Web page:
The invention comprises a lock means for locking two structural entities together with combination means on the lock means for opening the lock means, including indicia means for indicating a predetermined combination of nonnumerical indicia by which the lock means may be unlocked. The indicia means comprises a plurality of patches of daylight fluorescent colors, with or without additional nonnumerical indicia which may include different geometrical patterns including sets of parallel lines, or pictures of different animals.
The lock means comprises any type of conventional combination lock. In one implementation a rotatable inner portion inside an outer housing, with sequential positioning of the inner portion with respect to the outer housing in accordance with a predetermined sequence of relative orientations of the inner portion and the outer housing serving to unlock the lock. A second implementation includes a plurality of individually rotatable portions; the rotation of the portions to a predetermined configuration of relative orientations of the portions with respect to each other serves to unlock the lock. Other implementations include electromechanical or electronic combination locks utilizing a keypad with combination indicia on it. Here the indicia can comprise colors, either daylight fluorescent or ordinary, with or without additional nonnumerical indicia.
The invention also encompasses a method Of providing an improved combination lock by utilizing nonnumerical indicia for indicating a key combination, comprising the steps of providing that part of the lock mechanism for locking and unlocking with appropriately located patches of daylight fluorescent colors, with or without additional nonnumerical indicia; whereby setting a predetermined spatial configuration of the colors or additional indicia will unlock the lock and setting the mechanism to a spatial configuration of the colors or additional indicia unlike the predetermined spatial configuration will lock the lock.
FIG. 1 is a top plan view of a first embodiment of the invention comprising a first type of combination lock with nonnumerical indicia comprising patches of different daylight fluorescent colors, the different colors being represented by different types of cross-hatching.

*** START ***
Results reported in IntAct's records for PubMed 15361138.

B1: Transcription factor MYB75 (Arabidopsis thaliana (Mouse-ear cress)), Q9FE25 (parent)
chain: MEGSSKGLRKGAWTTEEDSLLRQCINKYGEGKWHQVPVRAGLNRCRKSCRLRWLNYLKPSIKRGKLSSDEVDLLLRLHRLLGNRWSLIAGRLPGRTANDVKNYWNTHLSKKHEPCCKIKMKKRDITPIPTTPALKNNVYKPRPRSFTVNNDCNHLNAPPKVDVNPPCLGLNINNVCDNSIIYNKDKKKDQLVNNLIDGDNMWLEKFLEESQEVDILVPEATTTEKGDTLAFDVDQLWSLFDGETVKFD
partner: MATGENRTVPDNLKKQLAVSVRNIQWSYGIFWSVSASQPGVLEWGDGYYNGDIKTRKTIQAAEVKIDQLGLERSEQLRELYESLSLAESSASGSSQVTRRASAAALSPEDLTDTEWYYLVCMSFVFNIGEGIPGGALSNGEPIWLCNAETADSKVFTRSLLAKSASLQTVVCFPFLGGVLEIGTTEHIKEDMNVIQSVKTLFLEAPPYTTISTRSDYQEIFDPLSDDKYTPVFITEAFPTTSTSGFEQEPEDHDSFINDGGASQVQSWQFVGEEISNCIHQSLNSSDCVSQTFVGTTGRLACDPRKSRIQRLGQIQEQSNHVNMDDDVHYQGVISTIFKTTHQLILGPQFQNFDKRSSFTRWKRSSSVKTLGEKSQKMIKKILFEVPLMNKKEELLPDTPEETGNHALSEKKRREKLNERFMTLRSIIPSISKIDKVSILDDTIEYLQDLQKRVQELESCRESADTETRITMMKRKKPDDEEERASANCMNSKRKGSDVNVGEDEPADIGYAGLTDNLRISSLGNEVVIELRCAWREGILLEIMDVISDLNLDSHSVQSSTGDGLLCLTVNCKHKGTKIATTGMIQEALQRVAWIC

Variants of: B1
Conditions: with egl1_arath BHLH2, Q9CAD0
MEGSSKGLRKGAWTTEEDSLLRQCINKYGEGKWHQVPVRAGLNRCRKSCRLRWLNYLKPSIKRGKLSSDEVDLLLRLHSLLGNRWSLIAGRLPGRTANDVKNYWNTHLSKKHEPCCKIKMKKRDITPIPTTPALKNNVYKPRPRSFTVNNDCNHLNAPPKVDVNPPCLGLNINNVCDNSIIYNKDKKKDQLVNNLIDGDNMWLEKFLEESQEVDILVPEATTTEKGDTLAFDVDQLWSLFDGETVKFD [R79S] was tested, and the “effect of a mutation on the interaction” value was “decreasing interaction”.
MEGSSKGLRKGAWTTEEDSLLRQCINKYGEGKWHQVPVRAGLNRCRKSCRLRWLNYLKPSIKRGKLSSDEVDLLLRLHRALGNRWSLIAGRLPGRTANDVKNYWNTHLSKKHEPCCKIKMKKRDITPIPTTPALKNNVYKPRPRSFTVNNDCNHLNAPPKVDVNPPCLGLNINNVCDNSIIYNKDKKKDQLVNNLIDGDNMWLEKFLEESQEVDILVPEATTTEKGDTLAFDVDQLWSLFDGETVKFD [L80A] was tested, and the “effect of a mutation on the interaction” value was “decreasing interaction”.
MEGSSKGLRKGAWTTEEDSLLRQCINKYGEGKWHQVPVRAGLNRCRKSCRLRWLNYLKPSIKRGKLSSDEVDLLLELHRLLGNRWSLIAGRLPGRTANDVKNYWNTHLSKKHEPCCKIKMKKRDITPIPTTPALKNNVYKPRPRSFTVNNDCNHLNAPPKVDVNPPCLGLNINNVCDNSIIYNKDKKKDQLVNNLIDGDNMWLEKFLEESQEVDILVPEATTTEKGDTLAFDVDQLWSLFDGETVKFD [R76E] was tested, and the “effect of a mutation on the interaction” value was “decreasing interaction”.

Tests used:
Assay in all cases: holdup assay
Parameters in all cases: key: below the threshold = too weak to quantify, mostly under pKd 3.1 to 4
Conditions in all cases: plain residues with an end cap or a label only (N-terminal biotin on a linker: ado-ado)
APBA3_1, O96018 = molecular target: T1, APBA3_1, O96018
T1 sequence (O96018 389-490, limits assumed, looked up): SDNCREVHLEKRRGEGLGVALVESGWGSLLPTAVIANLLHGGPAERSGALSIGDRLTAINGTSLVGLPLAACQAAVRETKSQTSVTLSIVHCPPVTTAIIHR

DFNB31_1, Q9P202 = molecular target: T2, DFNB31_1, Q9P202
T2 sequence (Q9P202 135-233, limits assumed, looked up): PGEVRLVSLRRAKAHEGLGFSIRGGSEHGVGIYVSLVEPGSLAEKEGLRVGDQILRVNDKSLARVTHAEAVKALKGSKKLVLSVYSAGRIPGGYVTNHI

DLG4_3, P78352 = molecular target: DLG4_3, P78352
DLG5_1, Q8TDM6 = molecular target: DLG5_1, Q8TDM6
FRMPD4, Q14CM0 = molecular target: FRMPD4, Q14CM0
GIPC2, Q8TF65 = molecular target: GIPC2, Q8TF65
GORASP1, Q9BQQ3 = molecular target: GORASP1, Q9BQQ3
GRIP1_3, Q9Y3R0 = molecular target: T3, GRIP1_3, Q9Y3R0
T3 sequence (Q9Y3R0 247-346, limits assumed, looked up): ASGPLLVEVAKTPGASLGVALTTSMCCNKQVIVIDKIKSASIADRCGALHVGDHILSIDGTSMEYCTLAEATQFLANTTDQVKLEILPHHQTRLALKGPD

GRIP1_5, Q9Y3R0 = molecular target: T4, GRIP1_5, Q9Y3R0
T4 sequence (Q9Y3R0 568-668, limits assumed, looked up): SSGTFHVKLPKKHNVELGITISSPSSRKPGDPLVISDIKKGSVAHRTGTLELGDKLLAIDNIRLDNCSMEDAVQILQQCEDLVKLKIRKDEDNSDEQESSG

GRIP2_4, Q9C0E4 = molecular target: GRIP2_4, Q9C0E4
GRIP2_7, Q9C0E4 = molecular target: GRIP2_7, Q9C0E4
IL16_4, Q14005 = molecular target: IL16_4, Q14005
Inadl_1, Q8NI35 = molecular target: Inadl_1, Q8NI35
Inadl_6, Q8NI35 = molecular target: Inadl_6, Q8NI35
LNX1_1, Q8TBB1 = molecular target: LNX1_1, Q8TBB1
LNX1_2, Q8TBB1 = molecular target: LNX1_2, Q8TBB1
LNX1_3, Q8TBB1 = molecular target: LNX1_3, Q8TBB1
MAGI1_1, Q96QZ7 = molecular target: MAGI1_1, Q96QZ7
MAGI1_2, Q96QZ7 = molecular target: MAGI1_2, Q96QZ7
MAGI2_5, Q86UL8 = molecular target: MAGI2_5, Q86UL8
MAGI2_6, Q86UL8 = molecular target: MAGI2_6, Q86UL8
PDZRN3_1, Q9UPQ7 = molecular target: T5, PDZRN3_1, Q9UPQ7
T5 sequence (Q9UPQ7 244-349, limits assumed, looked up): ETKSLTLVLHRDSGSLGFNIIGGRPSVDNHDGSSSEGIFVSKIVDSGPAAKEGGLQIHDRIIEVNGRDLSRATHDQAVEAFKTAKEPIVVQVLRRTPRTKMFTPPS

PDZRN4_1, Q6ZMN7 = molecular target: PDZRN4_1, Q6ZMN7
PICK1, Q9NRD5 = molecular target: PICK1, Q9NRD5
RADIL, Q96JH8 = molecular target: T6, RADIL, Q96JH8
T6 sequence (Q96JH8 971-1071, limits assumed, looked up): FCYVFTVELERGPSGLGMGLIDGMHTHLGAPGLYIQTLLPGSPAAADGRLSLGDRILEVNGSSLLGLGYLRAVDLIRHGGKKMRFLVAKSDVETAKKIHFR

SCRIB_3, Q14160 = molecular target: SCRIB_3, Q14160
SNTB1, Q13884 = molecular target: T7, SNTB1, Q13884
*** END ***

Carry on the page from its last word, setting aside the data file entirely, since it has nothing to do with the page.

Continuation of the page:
FIG. 2 is a top plan view of a second embodiment of the invention comprising a second type of combination lock with nonnumerical indicia comprising patches of different daylight fluorescent colors, the different colors being represented by different types of cross-hatching.
FIG. 3 is a top plan view of the plurality of rotatable portions of the combination lock of FIG. 2 showing backgrounds of one daylight fluorescent color bearing additional nonnumerical indicia.
FIG. 4 is a top plan view of the plurality of rotatable portions of the combination lock of FIG. 2 showing a different type of additional nonnumerical indicia that may be used.
FIG. 5 is a top plan view of the plurality of rotatable portions of the combination lock of FIG. 2 showing a different type of additional nonnumerical indicia that may be used.
FIG. 6 is a top plan view of an alternative embodiment of the invention comprising a locking mechanism 32 controlled by a keypad 34 including keys 36 each bearing a different color (the different colors being represented by different types of cross-hatching).
FIG. 7 is a top plan view of an alternative embodiment in which the nonnumerical indicia may be triangular segments of daylight fluorescent colors on an outer housing, arranged circumferentially around a rotatable inner portion bearing a fiducial mark.
The novel features which are characteristic of the invention will be better understood from the following description in connection with the accompanying drawings. It should be appreciated, however, that each of the drawings is given for the purpose of illustration and description only and that the drawings are not intended to be a definition of the limits of the present invention.